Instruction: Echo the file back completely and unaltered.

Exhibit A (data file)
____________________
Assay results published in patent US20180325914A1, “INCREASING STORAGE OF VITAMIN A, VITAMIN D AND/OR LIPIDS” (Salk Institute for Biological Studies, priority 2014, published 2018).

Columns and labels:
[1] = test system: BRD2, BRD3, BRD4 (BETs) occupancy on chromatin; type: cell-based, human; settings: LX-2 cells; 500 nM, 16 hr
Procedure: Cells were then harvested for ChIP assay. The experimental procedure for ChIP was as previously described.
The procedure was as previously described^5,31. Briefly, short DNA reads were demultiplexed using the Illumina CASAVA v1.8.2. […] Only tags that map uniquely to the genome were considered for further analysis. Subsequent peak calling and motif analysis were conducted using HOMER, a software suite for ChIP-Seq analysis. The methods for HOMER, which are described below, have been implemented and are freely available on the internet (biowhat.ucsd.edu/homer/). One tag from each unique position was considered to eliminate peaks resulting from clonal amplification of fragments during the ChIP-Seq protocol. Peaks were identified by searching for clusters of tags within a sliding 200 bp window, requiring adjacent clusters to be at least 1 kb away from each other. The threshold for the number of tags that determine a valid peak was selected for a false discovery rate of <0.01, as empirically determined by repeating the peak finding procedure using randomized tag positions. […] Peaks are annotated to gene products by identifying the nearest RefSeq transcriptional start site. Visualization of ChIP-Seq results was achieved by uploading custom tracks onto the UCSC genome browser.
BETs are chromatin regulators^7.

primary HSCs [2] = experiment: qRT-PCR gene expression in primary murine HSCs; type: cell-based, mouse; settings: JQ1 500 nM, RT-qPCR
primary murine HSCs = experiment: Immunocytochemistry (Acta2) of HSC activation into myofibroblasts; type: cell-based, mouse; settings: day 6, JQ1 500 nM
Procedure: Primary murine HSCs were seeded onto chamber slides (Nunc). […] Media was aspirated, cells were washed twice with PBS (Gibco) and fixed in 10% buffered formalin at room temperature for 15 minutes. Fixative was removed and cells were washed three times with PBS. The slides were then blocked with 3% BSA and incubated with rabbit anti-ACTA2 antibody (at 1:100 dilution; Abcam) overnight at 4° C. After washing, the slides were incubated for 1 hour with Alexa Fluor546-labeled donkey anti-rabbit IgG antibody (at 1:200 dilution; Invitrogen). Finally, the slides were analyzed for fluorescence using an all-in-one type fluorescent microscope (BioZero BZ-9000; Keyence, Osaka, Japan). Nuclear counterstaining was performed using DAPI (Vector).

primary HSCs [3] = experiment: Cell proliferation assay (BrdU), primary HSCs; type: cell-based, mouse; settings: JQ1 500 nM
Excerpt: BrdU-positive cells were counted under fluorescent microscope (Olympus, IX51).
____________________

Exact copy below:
Assay results published in patent US20180325914A1, “INCREASING STORAGE OF VITAMIN A, VITAMIN D AND/OR LIPIDS” (Salk Institute for Biological Studies, priority 2014, published 2018).

Columns and labels:
[1] = test system: BRD2, BRD3, BRD4 (BETs) occupancy on chromatin; type: cell-based, human; settings: LX-2 cells; 500 nM, 16 hr
Procedure: Cells were then harvested for ChIP assay. The experimental procedure for ChIP was as previously described.
The procedure was as previously described^5,31. Briefly, short DNA reads were demultiplexed using the Illumina CASAVA v1.8.2. […] Only tags that map uniquely to the genome were considered for further analysis. Subsequent peak calling and motif analysis were conducted using HOMER, a software suite for ChIP-Seq analysis. The methods for HOMER, which are described below, have been implemented and are freely available on the internet (biowhat.ucsd.edu/homer/). One tag from each unique position was considered to eliminate peaks resulting from clonal amplification of fragments during the ChIP-Seq protocol. Peaks were identified by searching for clusters of tags within a sliding 200 bp window, requiring adjacent clusters to be at least 1 kb away from each other. The threshold for the number of tags that determine a valid peak was selected for a false discovery rate of <0.01, as empirically determined by repeating the peak finding procedure using randomized tag positions. […] Peaks are annotated to gene products by identifying the nearest RefSeq transcriptional start site. Visualization of ChIP-Seq results was achieved by uploading custom tracks onto the UCSC genome browser.
BETs are chromatin regulators^7.

primary HSCs [2] = experiment: qRT-PCR gene expression in primary murine HSCs; type: cell-based, mouse; settings: JQ1 500 nM, RT-qPCR
primary murine HSCs = experiment: Immunocytochemistry (Acta2) of HSC activation into myofibroblasts; type: cell-based, mouse; settings: day 6, JQ1 500 nM
Procedure: Primary murine HSCs were seeded onto chamber slides (Nunc). […] Media was aspirated, cells were washed twice with PBS (Gibco) and fixed in 10% buffered formalin at room temperature for 15 minutes. Fixative was removed and cells were washed three times with PBS. The slides were then blocked with 3% BSA and incubated with rabbit anti-ACTA2 antibody (at 1:100 dilution; Abcam) overnight at 4° C. After washing, the slides were incubated for 1 hour with Alexa Fluor546-labeled donkey anti-rabbit IgG antibody (at 1:200 dilution; Invitrogen). Finally, the slides were analyzed for fluorescence using an all-in-one type fluorescent microscope (BioZero BZ-9000; Keyence, Osaka, Japan). Nuclear counterstaining was performed using DAPI (Vector).

primary HSCs [3] = experiment: Cell proliferation assay (BrdU), primary HSCs; type: cell-based, mouse; settings: JQ1 500 nM
Excerpt: BrdU-positive cells were counted under fluorescent microscope (Olympus, IX51).